Skip to content

“Rising danger of insurgent infiltration within the ANSF…”

April 24, 2012

By Tim Foxley

I just wanted to highlight this interesting paper: from Sami Kovanen and Amador Guallar.  A long-winded title perhaps, but it covers a lot of useful ground.  The one page summary at the start and the one page conclusion at the back probably gives enough of the core analysis if you want the rough idea quickly.

It looks at the ongoing and growing problem of insurgent supporters and infiltrators embedding themselves into the Afghan National Security Forces (ANSF) or being co-opted after they had legitimately joined the ANSF.  This trend – which is undermining trust at all sorts of levels (ANSF/ISAF, ISAF/Afghan government, ANSF/population, etc) – is being wilfully exaggerated and distorted by the insurgents – well you would, wouldn’t you?  But because the ANSF is expanding so fast, the capability of the Afghan MOD and ISAF to thoroughly vet all recruits is very limited.

The paper suggests that this is not restricted to military units, but might also affect NGOs and international organisations.  Insurgent infiltration was well documented during the Soviet time.  Although rightly highlighting the idea that the extent of “infiltration” (as distinct from misrepresenting yourself by wearing ANSF uniform – another growing problem) is unclear, it convincingly describes methods and tactics employed by the insurgents.  They suggest there are three types of infiltrator – “pre-planned” by the insurgents, i.e. deliberately planted.  “Individual” infiltrators, acting on their own initiative.  “Turnarounds”, who previously supported the ANSF and the Afghan government but had a change of heart.  Low-ranking individuals are identified by insurgents and “cold-called” to see which particular motivation works best.  The paper suggests that these infiltrations are assisting many of the more effective complex attacks that are striking into Kabul.  The paper convincingly suggests a kidnapping of a senior military or government figure (there is precedent from the Soviet occupation) as a possible future attack option for the Taliban using insider assistance.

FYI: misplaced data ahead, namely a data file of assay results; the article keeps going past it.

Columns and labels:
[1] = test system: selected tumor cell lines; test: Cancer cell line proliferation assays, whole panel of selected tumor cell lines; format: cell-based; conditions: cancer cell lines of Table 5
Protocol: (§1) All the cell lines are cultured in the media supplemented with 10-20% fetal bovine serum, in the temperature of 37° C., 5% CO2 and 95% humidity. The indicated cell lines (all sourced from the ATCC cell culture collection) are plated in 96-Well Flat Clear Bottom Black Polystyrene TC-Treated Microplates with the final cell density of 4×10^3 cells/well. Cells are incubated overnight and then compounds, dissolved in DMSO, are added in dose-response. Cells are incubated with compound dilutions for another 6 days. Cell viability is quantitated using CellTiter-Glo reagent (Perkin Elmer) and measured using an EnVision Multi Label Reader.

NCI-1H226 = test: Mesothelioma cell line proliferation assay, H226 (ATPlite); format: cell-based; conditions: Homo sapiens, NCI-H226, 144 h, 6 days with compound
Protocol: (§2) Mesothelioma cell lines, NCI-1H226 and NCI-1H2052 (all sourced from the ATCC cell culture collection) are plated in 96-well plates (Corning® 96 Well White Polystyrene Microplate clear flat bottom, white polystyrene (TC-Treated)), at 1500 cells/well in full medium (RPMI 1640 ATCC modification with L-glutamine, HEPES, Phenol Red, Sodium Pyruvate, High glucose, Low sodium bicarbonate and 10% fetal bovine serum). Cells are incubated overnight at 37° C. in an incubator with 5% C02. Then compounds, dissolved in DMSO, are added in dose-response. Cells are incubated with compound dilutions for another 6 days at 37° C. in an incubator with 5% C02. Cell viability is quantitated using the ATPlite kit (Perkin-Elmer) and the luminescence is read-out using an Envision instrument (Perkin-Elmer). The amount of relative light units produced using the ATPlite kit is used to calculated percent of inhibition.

Motivations of individual infiltrators are a mix of conviction, bribery and threats – the desire to have a foot in both camps to ensure ending up on the winning team is a classic Afghan defence mechanism in recent years and is also highlighted as a key factor.  This really strikes me – if you, as an Afghan, see ISAF packing up and pulling out with an uncertain future for the country, you really need to think more pragmatically about the safety of your own immediate family/clan/tribe and who might be the dominant force in your local area, be it warlord, government or insurgent.

Summary in their own words:

“Infiltration has become one of the insurgents’ key strategies…[and]…is now more organized and systematic than in previous years…In 2011, infiltration attacks…have become more frequent.  The same trend is predicted to continue with increasing tempo throughout the year 2012.  It is impossible to verify how deeply and widely insurgents have infiltrated Govt of Afghanistan structures and ANSF, but information…suggests that the lower ranks are already penetrated by the insurgents and troubling indications have emerged that mid- and possibly even high-level positions could be compromised.  …

Besides inserting infiltrators through normal recruitment processes, insurgents are also using other means to get inside targeted organisations.  These may include motivation through finance or material gains, coercion, threats or blackmail…

…Dysfunction within the ANSF, widespread corruption, and lack of resources has made infiltration relatively easy for insurgents.  Until the fundamental problems within the whole system are fixed, the insurgents’ infiltration will continue in the coming years and further attacks should be expected…”

Sobering stuff

Advertisements
No comments yet

Leave a Reply

Fill in your details below or click an icon to log in:

WordPress.com Logo

You are commenting using your WordPress.com account. Log Out / Change )

Twitter picture

You are commenting using your Twitter account. Log Out / Change )

Facebook photo

You are commenting using your Facebook account. Log Out / Change )

Google+ photo

You are commenting using your Google+ account. Log Out / Change )

Connecting to %s

%d bloggers like this: